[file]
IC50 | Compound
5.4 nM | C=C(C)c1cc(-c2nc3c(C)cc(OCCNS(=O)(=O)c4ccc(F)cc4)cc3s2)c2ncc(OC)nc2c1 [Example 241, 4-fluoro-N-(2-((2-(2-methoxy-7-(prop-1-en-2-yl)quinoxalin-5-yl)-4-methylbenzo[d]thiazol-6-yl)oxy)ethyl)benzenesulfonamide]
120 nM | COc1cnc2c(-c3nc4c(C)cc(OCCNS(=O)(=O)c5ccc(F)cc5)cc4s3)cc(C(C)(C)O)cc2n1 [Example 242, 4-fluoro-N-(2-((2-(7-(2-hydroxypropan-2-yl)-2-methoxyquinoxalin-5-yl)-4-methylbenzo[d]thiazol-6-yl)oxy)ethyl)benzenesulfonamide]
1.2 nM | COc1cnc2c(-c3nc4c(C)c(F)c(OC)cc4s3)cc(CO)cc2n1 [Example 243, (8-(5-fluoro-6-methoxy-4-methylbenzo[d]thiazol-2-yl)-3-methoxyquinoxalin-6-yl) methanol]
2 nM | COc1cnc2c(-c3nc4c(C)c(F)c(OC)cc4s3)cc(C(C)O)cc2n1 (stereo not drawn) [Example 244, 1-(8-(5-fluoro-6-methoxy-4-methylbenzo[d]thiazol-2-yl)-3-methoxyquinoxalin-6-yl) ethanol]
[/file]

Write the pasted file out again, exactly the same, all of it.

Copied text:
IC50 | Compound
5.4 nM | C=C(C)c1cc(-c2nc3c(C)cc(OCCNS(=O)(=O)c4ccc(F)cc4)cc3s2)c2ncc(OC)nc2c1 [Example 241, 4-fluoro-N-(2-((2-(2-methoxy-7-(prop-1-en-2-yl)quinoxalin-5-yl)-4-methylbenzo[d]thiazol-6-yl)oxy)ethyl)benzenesulfonamide]
120 nM | COc1cnc2c(-c3nc4c(C)cc(OCCNS(=O)(=O)c5ccc(F)cc5)cc4s3)cc(C(C)(C)O)cc2n1 [Example 242, 4-fluoro-N-(2-((2-(7-(2-hydroxypropan-2-yl)-2-methoxyquinoxalin-5-yl)-4-methylbenzo[d]thiazol-6-yl)oxy)ethyl)benzenesulfonamide]
1.2 nM | COc1cnc2c(-c3nc4c(C)c(F)c(OC)cc4s3)cc(CO)cc2n1 [Example 243, (8-(5-fluoro-6-methoxy-4-methylbenzo[d]thiazol-2-yl)-3-methoxyquinoxalin-6-yl) methanol]
2 nM | COc1cnc2c(-c3nc4c(C)c(F)c(OC)cc4s3)cc(C(C)O)cc2n1 (stereo not drawn) [Example 244, 1-(8-(5-fluoro-6-methoxy-4-methylbenzo[d]thiazol-2-yl)-3-methoxyquinoxalin-6-yl) ethanol]